On Saturday, I set out to run my fourth marathon with my partner Paul. It would have been his first marathon. We started out strong and thought we were well on-track to finish in the allotted six hours. But at mile 19, we (and hundreds of runners ahead and behind us) were diverted to mile 26. We were told we didn't make the mile 19 cut-off time that race officials had to set to ensure the race would end in six hours. We crossed the finish line and received our finishers' medals, but we only ran 20.2 miles instead of 26.2. We were devastated.
But let's back up a bit. Let's start with our hopeful, optimistic morning at the St. Jude Heroes pre-race hospitality area at Honky Tonk Central on Nashville's iconic Broadway Avenue.
The bar served as a warm place for St. Jude Heroes (those who raised money for St. Jude Children's Research Hospital — Paul and I collectively raised $1,000) and Rock N Roll VIP folks to enjoy bagels, fruit, use flushable toilets, and charge their phones before the race. We arrived there around 5 am and hung out in the warmth until it was time to head to the starting line. It was chilly at that time, around 47 degrees, so we were very grateful to have a place indoors to hang out.
Around 7 am, we headed to the start line. We were way back in the back, around corral 22. Here we are looking fresh and ready to conquer the race.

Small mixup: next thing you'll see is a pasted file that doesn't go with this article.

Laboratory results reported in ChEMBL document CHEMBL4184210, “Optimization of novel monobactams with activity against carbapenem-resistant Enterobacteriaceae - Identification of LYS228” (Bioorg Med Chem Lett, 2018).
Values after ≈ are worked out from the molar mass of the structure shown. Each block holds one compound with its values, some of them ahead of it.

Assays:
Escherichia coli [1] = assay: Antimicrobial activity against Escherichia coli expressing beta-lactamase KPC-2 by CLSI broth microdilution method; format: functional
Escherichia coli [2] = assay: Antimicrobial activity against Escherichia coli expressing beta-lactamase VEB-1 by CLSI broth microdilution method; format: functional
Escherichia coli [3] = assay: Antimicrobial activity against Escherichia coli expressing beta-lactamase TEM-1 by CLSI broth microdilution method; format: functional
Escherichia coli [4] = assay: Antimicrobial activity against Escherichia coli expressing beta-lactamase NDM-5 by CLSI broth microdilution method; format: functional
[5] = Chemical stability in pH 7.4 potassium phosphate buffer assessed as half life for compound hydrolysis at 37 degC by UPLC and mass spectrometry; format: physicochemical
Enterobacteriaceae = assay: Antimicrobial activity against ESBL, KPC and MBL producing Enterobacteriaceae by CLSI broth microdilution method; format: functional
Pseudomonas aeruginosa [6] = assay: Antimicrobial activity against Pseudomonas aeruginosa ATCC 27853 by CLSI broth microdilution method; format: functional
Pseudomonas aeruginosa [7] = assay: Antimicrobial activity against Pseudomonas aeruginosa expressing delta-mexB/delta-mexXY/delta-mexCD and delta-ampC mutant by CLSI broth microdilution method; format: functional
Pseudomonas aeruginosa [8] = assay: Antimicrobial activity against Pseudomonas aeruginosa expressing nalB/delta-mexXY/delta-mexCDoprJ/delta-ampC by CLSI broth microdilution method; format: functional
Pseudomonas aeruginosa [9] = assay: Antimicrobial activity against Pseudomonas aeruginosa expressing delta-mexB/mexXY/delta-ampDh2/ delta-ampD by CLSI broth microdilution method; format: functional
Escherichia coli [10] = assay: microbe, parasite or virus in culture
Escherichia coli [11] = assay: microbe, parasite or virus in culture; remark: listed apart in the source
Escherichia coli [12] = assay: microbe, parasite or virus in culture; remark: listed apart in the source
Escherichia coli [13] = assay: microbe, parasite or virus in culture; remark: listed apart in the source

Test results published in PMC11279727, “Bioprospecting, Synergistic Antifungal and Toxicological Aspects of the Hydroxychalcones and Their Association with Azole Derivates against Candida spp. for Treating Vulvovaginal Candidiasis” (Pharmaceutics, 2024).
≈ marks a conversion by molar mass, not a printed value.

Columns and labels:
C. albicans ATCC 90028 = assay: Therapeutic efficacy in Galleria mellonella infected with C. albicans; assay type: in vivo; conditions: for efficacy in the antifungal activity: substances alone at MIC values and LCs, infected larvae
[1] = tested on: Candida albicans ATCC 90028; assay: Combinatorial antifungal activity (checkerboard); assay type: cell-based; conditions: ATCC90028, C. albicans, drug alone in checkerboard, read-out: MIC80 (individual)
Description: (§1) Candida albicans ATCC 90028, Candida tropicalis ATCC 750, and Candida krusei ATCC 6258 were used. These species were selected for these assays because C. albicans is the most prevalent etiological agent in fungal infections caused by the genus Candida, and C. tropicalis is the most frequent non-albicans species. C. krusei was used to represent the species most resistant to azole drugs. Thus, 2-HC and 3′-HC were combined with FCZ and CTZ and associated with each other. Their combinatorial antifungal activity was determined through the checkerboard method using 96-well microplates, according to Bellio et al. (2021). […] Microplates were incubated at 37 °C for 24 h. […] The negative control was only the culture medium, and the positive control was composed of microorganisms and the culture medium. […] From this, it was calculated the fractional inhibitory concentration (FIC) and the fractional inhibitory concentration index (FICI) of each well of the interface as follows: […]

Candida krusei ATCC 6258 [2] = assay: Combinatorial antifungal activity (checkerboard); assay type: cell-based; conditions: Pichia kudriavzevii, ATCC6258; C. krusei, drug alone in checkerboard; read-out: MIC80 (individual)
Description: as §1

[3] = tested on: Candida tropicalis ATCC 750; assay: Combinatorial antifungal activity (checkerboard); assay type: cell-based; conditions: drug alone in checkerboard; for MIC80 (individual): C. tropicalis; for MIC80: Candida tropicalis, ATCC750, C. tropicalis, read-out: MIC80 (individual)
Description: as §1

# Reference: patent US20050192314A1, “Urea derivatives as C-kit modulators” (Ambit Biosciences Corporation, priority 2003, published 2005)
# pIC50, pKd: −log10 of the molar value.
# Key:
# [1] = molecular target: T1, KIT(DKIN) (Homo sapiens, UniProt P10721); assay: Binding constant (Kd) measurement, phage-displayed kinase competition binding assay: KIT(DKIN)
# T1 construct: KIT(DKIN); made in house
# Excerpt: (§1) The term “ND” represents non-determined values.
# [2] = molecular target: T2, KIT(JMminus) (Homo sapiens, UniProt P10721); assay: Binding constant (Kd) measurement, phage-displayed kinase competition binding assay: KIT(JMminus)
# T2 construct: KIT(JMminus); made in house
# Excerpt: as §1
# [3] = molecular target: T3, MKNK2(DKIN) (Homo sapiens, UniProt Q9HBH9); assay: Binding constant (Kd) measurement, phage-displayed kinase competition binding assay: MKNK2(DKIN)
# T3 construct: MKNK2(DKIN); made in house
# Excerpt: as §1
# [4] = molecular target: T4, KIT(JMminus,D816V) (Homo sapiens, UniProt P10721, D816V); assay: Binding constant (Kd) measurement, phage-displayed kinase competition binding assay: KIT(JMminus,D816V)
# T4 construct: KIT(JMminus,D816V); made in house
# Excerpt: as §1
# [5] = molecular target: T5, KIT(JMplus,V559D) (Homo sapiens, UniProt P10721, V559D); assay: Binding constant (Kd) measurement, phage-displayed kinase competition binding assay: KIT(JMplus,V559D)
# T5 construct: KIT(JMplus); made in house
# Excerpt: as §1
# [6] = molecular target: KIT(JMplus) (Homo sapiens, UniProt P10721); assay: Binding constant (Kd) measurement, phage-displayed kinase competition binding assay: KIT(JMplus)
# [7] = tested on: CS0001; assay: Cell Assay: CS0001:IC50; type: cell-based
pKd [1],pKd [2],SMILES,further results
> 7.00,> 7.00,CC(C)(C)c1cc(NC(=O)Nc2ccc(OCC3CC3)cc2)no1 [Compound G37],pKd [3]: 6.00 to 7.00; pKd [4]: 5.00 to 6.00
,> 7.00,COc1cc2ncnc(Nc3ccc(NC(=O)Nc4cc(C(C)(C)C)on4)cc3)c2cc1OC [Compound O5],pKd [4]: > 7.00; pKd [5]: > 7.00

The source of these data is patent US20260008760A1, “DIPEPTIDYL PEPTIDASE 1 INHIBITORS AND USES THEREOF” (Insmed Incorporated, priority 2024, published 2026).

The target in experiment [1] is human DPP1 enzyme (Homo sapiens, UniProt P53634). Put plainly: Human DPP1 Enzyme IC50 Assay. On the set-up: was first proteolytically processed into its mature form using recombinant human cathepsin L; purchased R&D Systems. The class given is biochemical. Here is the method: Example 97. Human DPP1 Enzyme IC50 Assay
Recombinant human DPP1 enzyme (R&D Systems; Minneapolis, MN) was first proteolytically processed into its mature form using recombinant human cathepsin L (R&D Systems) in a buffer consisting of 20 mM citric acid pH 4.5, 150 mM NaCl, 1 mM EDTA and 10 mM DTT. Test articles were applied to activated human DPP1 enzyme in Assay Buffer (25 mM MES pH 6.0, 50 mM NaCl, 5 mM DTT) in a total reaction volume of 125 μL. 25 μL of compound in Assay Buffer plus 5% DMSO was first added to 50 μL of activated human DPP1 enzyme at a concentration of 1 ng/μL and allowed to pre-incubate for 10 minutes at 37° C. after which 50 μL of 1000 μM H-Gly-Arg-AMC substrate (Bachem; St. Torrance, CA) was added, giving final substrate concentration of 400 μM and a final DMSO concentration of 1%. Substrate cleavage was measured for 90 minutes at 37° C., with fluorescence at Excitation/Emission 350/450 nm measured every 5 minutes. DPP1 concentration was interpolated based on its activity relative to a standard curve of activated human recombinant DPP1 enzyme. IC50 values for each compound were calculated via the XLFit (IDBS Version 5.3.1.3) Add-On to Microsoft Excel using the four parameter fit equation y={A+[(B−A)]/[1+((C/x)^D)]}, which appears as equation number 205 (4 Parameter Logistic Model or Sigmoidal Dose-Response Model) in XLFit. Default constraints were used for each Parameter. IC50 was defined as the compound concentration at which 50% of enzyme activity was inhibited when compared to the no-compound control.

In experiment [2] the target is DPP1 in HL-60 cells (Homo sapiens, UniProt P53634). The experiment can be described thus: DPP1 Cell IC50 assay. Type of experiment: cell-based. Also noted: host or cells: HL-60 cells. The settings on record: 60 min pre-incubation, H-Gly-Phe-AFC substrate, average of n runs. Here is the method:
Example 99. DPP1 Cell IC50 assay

The race started with a bit of a delay, but by 8 am, we were off. For the first 10 miles, the marathoners and half-marathoners ran together, and the race had a total party vibe. Live music every mile, raucous neighborhood parties, tequila shots (!!), beer samples, spectators in costumes. Some neighbors around Mile 5 even put together a Mile 5 party with a stage and performers in costumes. It was so much fun!
And then mile 11 happened. That's where the marathoners split off from the half-marathoners. And we went from neighborhood parties to the longest, most boring stretch of highway I've ever run on. There was an out and back from Mile 11 to Mile 16(ish) with few spectators and no shade. I'd forgotten to wear sunscreen, and by then, it was in the 70s with the sun pounding down on us. Luckily, we scored some sunscreen at a medical tent.
Despite the long, slow slog and sunburn, I was feeling pretty good (though a bit dehydrated due to the heat ... should have carried a handheld water bottle to get me by between water stops). But I felt strong. I'm sure my pace slowed some, but that tends to happen for me later in a marathon. You're supposed to aim to get faster in the second half of the race, but I've still not mastered that art.
We were certain we were on pace to finish the race in 5 hours and 45 minutes, my usual marathon finish time (my PR is 5 hours and 30 minutes, but I knew this hot and hilly course wasn't a PR course for me). I'd emailed race officials a couple weeks before to race to ask about cut-off times, and I was told they would be posting those to the Nashville RNR website before the race. Those times were never posted, which concerned me a little. But I was feeling pretty strong by mile 19, so I wasn't too worried.